First, Red Reporter talks about how Mesoraco, kind of forgotten, may well become the right-handed impact bat the Reds have sorely needed.
[T]he 2013 Reds lack an offensive player who is outperforming expectations. They’re like a tech company, twelve years after going public, whose stock takes a hit when they meet their revenue numbers for a quarter but decline to raise targets by 8%….In truth, there wasn’t a single player expected to contribute who you could truly point to and say “yeah, he might really blow our expectations out the of the water.”
It’s a good point. Joey Votto, Jay Bruce, and Brandon Phillips aren’t likely to be better than they’ve been the last few years. What they already are is pretty great. We know what they’re going to do. Todd Frazier and Zach Cozart are early enough in their careers that they could surprise, but they’re performing in line with what was predicted at the beginning of the season.
Which leaves Devin Mesoraco, a guy who’s getting his first taste of regular playing time with Ryan Hanigan on the disabled list for an extended period of time.
The #15 overall draft pick in the 2007 draft has caught fire, and it’s likely no coincidence that the most productive month of his career is coinciding with the month where he’s on pace to have his most consistent playing time. He’s currently .354/.396/.552 tear through 53 PA in July, and with 7 games left in the month (and Ryan Hanigan still on the DL), he looks poised to surpass his previous career high of 60 PA in a month despite the fact that the All-Star break took 4 days off the schedule.
Obviously, that’s a small sample size, but it’s encouraging. Mesoraco has never hit this well in the majors. He has a history of taking time to adjust to new levels of competition. Plus, as a catcher, he has more to learn than any other position player.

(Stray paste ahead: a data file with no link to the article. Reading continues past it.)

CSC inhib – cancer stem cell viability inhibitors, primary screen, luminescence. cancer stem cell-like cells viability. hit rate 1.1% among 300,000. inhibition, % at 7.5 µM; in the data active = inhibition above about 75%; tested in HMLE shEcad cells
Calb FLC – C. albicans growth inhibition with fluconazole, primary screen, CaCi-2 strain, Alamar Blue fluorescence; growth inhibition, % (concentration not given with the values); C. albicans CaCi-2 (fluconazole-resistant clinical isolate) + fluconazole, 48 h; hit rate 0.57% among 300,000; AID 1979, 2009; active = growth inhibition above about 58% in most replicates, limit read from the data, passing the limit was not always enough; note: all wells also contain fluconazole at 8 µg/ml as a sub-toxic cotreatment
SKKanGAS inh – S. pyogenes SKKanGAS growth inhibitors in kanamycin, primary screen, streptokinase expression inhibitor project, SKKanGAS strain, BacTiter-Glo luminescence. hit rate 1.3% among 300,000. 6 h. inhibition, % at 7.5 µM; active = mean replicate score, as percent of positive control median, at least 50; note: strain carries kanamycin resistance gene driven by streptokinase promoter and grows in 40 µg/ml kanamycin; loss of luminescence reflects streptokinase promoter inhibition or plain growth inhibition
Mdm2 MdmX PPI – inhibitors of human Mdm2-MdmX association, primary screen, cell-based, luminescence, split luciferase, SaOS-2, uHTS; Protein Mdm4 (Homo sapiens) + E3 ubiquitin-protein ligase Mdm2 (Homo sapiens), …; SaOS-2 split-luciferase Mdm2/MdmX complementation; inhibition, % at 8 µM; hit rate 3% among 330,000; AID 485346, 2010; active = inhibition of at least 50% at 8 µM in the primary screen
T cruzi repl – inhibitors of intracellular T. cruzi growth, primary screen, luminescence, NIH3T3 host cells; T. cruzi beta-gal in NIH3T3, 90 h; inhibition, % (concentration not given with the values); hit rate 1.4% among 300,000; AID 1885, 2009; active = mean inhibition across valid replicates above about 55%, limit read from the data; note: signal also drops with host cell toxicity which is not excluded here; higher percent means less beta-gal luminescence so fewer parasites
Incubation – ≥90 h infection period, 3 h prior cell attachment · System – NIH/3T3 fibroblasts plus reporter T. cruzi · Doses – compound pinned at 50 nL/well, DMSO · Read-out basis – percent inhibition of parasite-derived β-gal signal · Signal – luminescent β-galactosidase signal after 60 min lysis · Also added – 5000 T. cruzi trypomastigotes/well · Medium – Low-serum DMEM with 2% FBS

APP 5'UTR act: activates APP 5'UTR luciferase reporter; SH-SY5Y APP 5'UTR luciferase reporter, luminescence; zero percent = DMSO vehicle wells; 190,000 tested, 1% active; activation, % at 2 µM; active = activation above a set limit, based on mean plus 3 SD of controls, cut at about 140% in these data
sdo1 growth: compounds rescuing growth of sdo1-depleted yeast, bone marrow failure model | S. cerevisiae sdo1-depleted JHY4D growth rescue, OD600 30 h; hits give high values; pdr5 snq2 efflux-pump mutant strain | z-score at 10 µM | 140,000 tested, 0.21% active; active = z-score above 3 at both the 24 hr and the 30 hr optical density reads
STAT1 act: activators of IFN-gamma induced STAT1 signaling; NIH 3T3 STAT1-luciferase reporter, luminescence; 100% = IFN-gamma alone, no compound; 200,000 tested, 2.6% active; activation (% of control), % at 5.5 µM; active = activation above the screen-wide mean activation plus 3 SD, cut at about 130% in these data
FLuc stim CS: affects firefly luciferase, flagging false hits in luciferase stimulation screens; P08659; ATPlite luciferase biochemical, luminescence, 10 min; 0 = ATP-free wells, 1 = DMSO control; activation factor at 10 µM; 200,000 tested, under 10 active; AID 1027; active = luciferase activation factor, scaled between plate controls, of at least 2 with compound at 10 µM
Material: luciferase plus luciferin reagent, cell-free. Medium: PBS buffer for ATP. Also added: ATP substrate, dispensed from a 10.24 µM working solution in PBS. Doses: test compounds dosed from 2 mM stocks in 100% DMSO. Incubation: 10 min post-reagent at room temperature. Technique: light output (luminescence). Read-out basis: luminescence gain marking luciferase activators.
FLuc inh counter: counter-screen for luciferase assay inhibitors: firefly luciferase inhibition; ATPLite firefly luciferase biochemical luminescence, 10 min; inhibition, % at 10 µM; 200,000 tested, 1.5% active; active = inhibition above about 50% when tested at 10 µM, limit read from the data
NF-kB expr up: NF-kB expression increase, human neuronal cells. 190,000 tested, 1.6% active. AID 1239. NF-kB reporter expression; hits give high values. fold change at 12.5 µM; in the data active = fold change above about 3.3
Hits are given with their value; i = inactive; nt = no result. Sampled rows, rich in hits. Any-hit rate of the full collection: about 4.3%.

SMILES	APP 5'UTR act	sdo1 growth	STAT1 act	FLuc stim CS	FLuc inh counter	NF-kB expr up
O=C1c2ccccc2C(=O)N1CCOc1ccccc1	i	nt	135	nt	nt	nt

John Fay of the Cincinnati Enquirer noticed Mesoraco’s recent surge, too.
He went into Thursday’s game against the Los Angeles Dodgers with 12 hits in his last 27 at-bats. Among those hits were three doubles and two home runs. He entered the game hitting .262 with a .327 on-base percentage and .407 slugging percentage. Those numbers are comparable to Brandon Phillips.
Of course, the one potential roadblock to Mesoraco becoming the Reds’ surprise bat of the season is Dusty Baker.
“Hanigan is still going to get in there,” Baker said. “There are certain teams that don’t run when Hanigan’s in there. There are certain guys that throw well to him. I’m fortunate to have a veteran guy and a guy that’s on the way and learning.
“Someday, the job is going to be Meso’s. It’s just not now.”
Not that I expect Baker to anoint Mesoraco after one good month, but the feeling I get from this quote is that it’s almost an impossibility for Mesoraco to become the primary catcher this year, no matter what he does. I know Baker likes to protect his players–in this case Hanigan–but this is one of those times it makes him come across as an inflexible manager in a game that requires constant adjustment.
If Mesoraco continues hitting like he has in July and Hanigan struggles after he’s activated, I am confident the playing time will resolve itself, though.